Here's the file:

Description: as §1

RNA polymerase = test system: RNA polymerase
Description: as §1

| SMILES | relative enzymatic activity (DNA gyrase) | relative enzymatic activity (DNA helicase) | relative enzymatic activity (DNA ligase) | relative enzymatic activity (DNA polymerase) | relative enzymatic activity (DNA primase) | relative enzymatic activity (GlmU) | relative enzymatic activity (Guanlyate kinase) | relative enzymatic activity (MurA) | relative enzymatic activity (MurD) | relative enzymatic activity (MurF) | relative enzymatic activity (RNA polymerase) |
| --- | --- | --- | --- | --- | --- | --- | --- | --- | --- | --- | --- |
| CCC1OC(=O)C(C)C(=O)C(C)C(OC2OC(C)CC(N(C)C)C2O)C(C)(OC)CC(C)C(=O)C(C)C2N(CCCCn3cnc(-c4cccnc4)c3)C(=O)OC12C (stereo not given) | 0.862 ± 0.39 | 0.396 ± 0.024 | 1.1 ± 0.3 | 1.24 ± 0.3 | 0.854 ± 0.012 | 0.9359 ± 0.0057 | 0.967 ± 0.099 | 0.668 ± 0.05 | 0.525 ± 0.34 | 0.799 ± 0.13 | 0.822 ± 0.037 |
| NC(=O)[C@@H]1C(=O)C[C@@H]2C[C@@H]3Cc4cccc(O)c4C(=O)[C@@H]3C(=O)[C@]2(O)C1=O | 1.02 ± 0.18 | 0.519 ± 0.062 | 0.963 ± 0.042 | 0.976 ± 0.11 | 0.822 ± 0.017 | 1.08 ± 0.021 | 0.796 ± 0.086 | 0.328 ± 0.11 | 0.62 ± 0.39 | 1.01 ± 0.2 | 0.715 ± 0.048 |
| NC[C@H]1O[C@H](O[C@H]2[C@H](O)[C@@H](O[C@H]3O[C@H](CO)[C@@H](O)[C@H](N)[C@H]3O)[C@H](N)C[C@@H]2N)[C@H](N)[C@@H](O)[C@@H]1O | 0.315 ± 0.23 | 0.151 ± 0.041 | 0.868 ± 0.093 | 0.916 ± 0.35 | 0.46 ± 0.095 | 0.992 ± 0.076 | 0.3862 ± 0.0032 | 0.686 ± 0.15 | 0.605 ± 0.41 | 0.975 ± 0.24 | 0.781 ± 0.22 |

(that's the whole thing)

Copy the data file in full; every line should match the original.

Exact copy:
Description: as §1

RNA polymerase = test system: RNA polymerase
Description: as §1

| SMILES | relative enzymatic activity (DNA gyrase) | relative enzymatic activity (DNA helicase) | relative enzymatic activity (DNA ligase) | relative enzymatic activity (DNA polymerase) | relative enzymatic activity (DNA primase) | relative enzymatic activity (GlmU) | relative enzymatic activity (Guanlyate kinase) | relative enzymatic activity (MurA) | relative enzymatic activity (MurD) | relative enzymatic activity (MurF) | relative enzymatic activity (RNA polymerase) |
| --- | --- | --- | --- | --- | --- | --- | --- | --- | --- | --- | --- |
| CCC1OC(=O)C(C)C(=O)C(C)C(OC2OC(C)CC(N(C)C)C2O)C(C)(OC)CC(C)C(=O)C(C)C2N(CCCCn3cnc(-c4cccnc4)c3)C(=O)OC12C (stereo not given) | 0.862 ± 0.39 | 0.396 ± 0.024 | 1.1 ± 0.3 | 1.24 ± 0.3 | 0.854 ± 0.012 | 0.9359 ± 0.0057 | 0.967 ± 0.099 | 0.668 ± 0.05 | 0.525 ± 0.34 | 0.799 ± 0.13 | 0.822 ± 0.037 |
| NC(=O)[C@@H]1C(=O)C[C@@H]2C[C@@H]3Cc4cccc(O)c4C(=O)[C@@H]3C(=O)[C@]2(O)C1=O | 1.02 ± 0.18 | 0.519 ± 0.062 | 0.963 ± 0.042 | 0.976 ± 0.11 | 0.822 ± 0.017 | 1.08 ± 0.021 | 0.796 ± 0.086 | 0.328 ± 0.11 | 0.62 ± 0.39 | 1.01 ± 0.2 | 0.715 ± 0.048 |
| NC[C@H]1O[C@H](O[C@H]2[C@H](O)[C@@H](O[C@H]3O[C@H](CO)[C@@H](O)[C@H](N)[C@H]3O)[C@H](N)C[C@@H]2N)[C@H](N)[C@@H](O)[C@@H]1O | 0.315 ± 0.23 | 0.151 ± 0.041 | 0.868 ± 0.093 | 0.916 ± 0.35 | 0.46 ± 0.095 | 0.992 ± 0.076 | 0.3862 ± 0.0032 | 0.686 ± 0.15 | 0.605 ± 0.41 | 0.975 ± 0.24 | 0.781 ± 0.22 |